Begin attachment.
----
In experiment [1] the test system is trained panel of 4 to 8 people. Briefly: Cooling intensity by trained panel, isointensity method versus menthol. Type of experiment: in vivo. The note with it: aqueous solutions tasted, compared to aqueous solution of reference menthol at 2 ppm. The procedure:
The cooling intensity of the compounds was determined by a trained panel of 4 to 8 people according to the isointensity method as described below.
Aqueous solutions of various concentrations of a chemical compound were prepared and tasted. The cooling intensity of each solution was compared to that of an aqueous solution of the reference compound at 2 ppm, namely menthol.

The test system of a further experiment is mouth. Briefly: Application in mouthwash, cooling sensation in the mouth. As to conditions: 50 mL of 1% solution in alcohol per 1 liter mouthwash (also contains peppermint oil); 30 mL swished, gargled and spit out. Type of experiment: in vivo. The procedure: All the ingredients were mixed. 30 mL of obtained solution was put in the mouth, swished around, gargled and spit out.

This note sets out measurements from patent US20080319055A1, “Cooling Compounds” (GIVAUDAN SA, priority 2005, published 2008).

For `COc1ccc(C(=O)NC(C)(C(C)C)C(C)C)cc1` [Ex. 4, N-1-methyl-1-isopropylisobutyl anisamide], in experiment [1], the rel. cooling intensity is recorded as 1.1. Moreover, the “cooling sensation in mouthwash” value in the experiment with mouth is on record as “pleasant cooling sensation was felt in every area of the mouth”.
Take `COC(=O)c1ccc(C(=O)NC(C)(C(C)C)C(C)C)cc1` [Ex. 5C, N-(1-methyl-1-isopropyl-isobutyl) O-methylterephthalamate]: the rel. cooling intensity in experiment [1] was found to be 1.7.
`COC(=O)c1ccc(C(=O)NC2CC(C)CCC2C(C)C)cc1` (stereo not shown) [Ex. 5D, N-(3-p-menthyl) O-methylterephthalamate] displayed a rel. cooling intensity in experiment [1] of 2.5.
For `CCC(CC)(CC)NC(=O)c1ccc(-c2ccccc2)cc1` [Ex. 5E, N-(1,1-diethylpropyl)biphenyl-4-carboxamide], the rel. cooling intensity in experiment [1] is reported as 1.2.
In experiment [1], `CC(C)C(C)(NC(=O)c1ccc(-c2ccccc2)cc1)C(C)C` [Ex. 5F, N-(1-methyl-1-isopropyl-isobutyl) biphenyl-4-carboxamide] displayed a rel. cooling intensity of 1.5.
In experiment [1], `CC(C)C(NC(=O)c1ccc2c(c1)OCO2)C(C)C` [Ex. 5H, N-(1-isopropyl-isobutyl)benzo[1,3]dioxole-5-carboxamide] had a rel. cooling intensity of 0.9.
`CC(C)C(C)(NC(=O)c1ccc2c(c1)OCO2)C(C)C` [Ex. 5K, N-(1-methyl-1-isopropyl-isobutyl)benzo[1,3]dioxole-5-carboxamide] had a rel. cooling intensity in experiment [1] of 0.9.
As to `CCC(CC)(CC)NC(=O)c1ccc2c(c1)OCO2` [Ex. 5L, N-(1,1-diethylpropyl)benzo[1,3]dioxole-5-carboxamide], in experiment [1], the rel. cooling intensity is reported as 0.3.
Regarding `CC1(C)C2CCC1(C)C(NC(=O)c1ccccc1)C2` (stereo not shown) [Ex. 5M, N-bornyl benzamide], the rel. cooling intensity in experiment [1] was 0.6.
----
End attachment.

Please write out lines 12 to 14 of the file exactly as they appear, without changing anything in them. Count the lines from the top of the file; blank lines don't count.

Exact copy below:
`CC(C)C(C)(NC(=O)c1ccc2c(c1)OCO2)C(C)C` [Ex. 5K, N-(1-methyl-1-isopropyl-isobutyl)benzo[1,3]dioxole-5-carboxamide] had a rel. cooling intensity in experiment [1] of 0.9.
As to `CCC(CC)(CC)NC(=O)c1ccc2c(c1)OCO2` [Ex. 5L, N-(1,1-diethylpropyl)benzo[1,3]dioxole-5-carboxamide], in experiment [1], the rel. cooling intensity is reported as 0.3.
Regarding `CC1(C)C2CCC1(C)C(NC(=O)c1ccccc1)C2` (stereo not shown) [Ex. 5M, N-bornyl benzamide], the rel. cooling intensity in experiment [1] was 0.6.